Another wildlife expert pointed out that tiger-sighting in higher pose a challenge for the forest  department in monitoring big cats.  

Scientists say tiger sighting at 12,000-ft height indicates an effect of global warming. It‟s not healthy  news they say. Now more animals may scale up. That will pose threat to other animals of the upper  Himalayas.

Tigers present in high altitudes in four states, says NTCA in ...Can the upper Himalayas be the new home for tigers in South Asia?

During a meeting of National Tiger Conservation Authority (NTCA) in Delhi tiger sighting in remote areas of both the hill states was discussed and a decision was taken to frame Special Standard  Operating Procedure (SOP) to conduct tiger estimation in these areas.  

The authority directed officers to prepare the SOP in consultation with pioneer Wildlife Institute of  India (WII), an official said.  

Then there is the Folk lore and true stories: This is not the first evidence of a tiger in high altitude  Himalayan regions of the country.  

Irrespective of tiger census reports, the mountains are full of tales of tigers—roars have been heard,  pug marks seen and anecdotes told by people and foresters alike for generations.

G V Gopi, scientist at WII, who is at the helm of surveys in Dibang valley, says, “Idu Mishmis  consider tiger as their brother and have known about its presence in the region since time  immemorial. The animal is revered across the valley and traditional laws prohibit its killing.”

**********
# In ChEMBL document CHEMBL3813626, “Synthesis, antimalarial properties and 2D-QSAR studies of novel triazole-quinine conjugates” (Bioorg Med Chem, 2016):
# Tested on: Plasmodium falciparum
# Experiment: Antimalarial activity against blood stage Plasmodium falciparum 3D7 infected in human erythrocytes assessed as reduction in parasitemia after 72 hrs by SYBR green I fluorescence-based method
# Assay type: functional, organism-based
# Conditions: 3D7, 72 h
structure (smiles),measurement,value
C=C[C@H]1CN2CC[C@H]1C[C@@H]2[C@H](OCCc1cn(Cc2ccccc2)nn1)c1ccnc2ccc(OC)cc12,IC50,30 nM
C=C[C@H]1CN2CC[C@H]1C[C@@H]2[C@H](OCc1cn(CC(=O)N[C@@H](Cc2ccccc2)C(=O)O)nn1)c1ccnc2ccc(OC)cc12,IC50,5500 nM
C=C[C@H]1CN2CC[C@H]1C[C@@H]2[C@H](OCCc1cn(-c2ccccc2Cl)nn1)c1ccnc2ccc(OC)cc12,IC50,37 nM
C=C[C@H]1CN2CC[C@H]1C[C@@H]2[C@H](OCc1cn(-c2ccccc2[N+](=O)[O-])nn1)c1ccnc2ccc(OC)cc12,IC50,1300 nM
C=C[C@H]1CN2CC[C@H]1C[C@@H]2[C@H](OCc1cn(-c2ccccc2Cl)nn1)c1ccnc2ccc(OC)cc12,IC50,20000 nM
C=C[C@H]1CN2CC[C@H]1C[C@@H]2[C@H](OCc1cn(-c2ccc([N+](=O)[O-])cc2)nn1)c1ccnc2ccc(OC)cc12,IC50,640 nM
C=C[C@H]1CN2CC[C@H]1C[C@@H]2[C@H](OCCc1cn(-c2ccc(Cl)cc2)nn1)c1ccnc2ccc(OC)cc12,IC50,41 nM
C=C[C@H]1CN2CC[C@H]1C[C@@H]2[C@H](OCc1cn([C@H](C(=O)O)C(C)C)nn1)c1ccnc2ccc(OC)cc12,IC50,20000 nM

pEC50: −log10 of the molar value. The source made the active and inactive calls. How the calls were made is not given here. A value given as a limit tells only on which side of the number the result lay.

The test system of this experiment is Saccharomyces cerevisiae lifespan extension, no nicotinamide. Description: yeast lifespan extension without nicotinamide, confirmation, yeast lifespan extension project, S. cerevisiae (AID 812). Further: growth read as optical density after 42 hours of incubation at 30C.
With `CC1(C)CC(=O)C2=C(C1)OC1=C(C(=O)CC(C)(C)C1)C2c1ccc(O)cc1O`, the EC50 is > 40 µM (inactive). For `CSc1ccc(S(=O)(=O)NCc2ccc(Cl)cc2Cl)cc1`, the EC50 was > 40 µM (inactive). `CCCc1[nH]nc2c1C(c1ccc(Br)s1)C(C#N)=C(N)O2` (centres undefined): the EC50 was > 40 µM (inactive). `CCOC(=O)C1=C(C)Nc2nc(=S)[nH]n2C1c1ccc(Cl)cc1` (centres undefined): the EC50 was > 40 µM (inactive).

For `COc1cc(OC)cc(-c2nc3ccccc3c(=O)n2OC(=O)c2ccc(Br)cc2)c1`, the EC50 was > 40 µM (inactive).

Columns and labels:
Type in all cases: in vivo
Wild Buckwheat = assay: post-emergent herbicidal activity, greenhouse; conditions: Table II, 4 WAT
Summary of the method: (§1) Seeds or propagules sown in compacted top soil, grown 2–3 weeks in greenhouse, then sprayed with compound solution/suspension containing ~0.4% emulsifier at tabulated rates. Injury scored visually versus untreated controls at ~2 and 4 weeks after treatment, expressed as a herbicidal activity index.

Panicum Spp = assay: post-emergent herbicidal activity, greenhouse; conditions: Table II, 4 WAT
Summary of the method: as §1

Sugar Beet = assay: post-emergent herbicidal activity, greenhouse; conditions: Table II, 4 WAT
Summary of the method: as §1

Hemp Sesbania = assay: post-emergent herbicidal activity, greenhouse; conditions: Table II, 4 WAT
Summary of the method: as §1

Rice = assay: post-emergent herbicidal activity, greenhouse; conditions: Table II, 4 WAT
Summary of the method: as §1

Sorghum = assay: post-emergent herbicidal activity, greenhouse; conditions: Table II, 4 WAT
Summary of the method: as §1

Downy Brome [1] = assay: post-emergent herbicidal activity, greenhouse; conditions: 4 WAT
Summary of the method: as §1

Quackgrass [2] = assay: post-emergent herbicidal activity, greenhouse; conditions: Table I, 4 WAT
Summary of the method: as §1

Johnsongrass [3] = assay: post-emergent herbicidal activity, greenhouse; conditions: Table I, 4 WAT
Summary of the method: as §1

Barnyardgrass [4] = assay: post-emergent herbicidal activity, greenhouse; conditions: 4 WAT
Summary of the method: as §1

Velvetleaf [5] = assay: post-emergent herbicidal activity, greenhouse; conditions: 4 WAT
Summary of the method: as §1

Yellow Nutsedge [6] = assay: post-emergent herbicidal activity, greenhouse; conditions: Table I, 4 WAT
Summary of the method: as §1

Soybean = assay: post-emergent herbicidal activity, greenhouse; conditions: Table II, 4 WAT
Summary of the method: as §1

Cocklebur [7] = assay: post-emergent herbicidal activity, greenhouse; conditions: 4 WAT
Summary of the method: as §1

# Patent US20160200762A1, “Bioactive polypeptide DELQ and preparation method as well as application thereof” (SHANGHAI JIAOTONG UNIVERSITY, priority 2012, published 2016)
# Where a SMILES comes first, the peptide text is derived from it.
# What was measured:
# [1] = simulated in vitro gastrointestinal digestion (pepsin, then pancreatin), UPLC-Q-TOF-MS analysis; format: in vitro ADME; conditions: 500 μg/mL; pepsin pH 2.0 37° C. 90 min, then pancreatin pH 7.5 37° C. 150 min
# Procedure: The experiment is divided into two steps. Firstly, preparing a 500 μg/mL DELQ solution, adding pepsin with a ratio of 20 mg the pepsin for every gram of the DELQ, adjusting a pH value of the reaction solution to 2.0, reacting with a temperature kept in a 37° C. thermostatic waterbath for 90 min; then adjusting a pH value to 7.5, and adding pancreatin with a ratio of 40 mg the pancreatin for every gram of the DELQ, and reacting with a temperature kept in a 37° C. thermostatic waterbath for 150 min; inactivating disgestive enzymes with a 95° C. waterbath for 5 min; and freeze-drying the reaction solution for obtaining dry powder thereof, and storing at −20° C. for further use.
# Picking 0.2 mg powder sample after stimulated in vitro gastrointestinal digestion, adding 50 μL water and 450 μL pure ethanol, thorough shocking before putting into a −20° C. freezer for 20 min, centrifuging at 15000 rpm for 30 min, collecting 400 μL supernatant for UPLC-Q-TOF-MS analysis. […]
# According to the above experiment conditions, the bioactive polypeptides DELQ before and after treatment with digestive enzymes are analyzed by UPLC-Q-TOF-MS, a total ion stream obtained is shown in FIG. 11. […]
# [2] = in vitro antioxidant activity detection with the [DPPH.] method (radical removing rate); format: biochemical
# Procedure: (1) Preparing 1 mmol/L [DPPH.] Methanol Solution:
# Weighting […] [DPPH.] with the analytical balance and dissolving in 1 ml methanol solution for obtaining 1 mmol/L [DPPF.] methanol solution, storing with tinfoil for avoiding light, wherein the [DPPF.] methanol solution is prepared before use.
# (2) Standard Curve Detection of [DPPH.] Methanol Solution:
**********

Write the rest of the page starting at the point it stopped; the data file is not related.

In Sikkim, he is the Mamu: aba-bompu (maternal uncle), says Dechen Lachungpa, divisional forest  officer, East Sikkim.  

Folklore aside, the writings of Jim Corbett, the British hunter-turned-conservationist, provide proof of  tiger presence in the higher elevations of Nepal and Kumaon region of India in the late 19th and early  20th century.  

Closer in time, in Sikkim, Khituk Bhutia, a yak herder from Yali forest, narrates an incident that took  place 20 years ago when his horse was attacked by a tiger. Two more herders, Rinzing Ronchuk and  Lachung Norbu, from Bhusuk forest share similar stories. 

In December 2012, tiger cubs were found by the Idu Mishmi tribe in the Dibang valley of Arunachal  Pradesh. This prompted a study by the Wildlife Institute of India (WII), Dehradun, sanctioned by the  National Tiger Conservation Authority (NTCA). Camera traps set up by WII revealed the presence of  11 tigers in the valley and showed a Bengal tiger roaming in the snow-clad peaks of the Mishmi Hills  in sub-zero temperatures.

The world has a lesson to learn from the small Himalayan kingdom Bhutan.

Bhutan is now home to 103 tigers, according to the country‟s first-ever tiger survey that was released  on Global Tiger Day on July 29. That‟s significantly higher than an earlier estimate of 75 tigers in  1998—and even more than the tiger population in Bangladesh‟s Sundarbans mangrove forests.  In 2010, the BBC captured the first video footage showing the high-alpine tigers living in the  kingdom. Bhutan, once one of the most isolated countries in the world, launched its first conservation  programme focused on tigers in 1996.